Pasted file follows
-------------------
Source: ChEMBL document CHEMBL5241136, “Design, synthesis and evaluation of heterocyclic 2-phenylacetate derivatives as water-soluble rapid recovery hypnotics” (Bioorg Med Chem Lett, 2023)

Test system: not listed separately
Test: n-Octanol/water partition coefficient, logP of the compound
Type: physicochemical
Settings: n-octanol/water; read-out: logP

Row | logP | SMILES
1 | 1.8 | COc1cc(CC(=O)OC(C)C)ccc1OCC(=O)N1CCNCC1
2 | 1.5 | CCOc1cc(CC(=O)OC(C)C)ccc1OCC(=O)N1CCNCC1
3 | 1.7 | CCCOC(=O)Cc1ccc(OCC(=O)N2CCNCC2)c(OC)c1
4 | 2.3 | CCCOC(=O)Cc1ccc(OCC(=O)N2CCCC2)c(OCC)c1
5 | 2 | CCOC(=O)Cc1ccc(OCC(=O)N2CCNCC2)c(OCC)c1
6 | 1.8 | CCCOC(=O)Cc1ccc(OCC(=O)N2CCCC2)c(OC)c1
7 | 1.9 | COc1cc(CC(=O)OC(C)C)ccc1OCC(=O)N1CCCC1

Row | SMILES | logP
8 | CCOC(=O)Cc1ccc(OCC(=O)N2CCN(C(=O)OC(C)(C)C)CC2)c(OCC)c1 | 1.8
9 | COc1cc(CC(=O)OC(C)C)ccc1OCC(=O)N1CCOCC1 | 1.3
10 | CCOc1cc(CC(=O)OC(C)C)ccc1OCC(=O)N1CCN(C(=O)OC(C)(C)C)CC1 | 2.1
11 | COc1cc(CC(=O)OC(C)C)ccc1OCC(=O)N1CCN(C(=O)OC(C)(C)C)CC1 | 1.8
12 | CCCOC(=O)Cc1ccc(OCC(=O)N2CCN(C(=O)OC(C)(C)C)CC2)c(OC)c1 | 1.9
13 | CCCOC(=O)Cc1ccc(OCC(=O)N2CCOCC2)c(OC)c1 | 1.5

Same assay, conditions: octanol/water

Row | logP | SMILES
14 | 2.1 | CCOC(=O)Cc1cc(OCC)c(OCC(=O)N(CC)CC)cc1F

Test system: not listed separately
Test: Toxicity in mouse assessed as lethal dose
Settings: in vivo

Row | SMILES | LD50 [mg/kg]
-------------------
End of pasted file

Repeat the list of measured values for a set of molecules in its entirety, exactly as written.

Source: ChEMBL document CHEMBL5241136, “Design, synthesis and evaluation of heterocyclic 2-phenylacetate derivatives as water-soluble rapid recovery hypnotics” (Bioorg Med Chem Lett, 2023)

Test system: not listed separately
Test: n-Octanol/water partition coefficient, logP of the compound
Type: physicochemical
Settings: n-octanol/water; read-out: logP

Row | logP | SMILES
1 | 1.8 | COc1cc(CC(=O)OC(C)C)ccc1OCC(=O)N1CCNCC1
2 | 1.5 | CCOc1cc(CC(=O)OC(C)C)ccc1OCC(=O)N1CCNCC1
3 | 1.7 | CCCOC(=O)Cc1ccc(OCC(=O)N2CCNCC2)c(OC)c1
4 | 2.3 | CCCOC(=O)Cc1ccc(OCC(=O)N2CCCC2)c(OCC)c1
5 | 2 | CCOC(=O)Cc1ccc(OCC(=O)N2CCNCC2)c(OCC)c1
6 | 1.8 | CCCOC(=O)Cc1ccc(OCC(=O)N2CCCC2)c(OC)c1
7 | 1.9 | COc1cc(CC(=O)OC(C)C)ccc1OCC(=O)N1CCCC1

Row | SMILES | logP
8 | CCOC(=O)Cc1ccc(OCC(=O)N2CCN(C(=O)OC(C)(C)C)CC2)c(OCC)c1 | 1.8
9 | COc1cc(CC(=O)OC(C)C)ccc1OCC(=O)N1CCOCC1 | 1.3
10 | CCOc1cc(CC(=O)OC(C)C)ccc1OCC(=O)N1CCN(C(=O)OC(C)(C)C)CC1 | 2.1
11 | COc1cc(CC(=O)OC(C)C)ccc1OCC(=O)N1CCN(C(=O)OC(C)(C)C)CC1 | 1.8
12 | CCCOC(=O)Cc1ccc(OCC(=O)N2CCN(C(=O)OC(C)(C)C)CC2)c(OC)c1 | 1.9
13 | CCCOC(=O)Cc1ccc(OCC(=O)N2CCOCC2)c(OC)c1 | 1.5

Same assay, conditions: octanol/water

Row | logP | SMILES
14 | 2.1 | CCOC(=O)Cc1cc(OCC)c(OCC(=O)N(CC)CC)cc1F

Test system: not listed separately
Test: Toxicity in mouse assessed as lethal dose
Settings: in vivo

Row | SMILES | LD50 [mg/kg]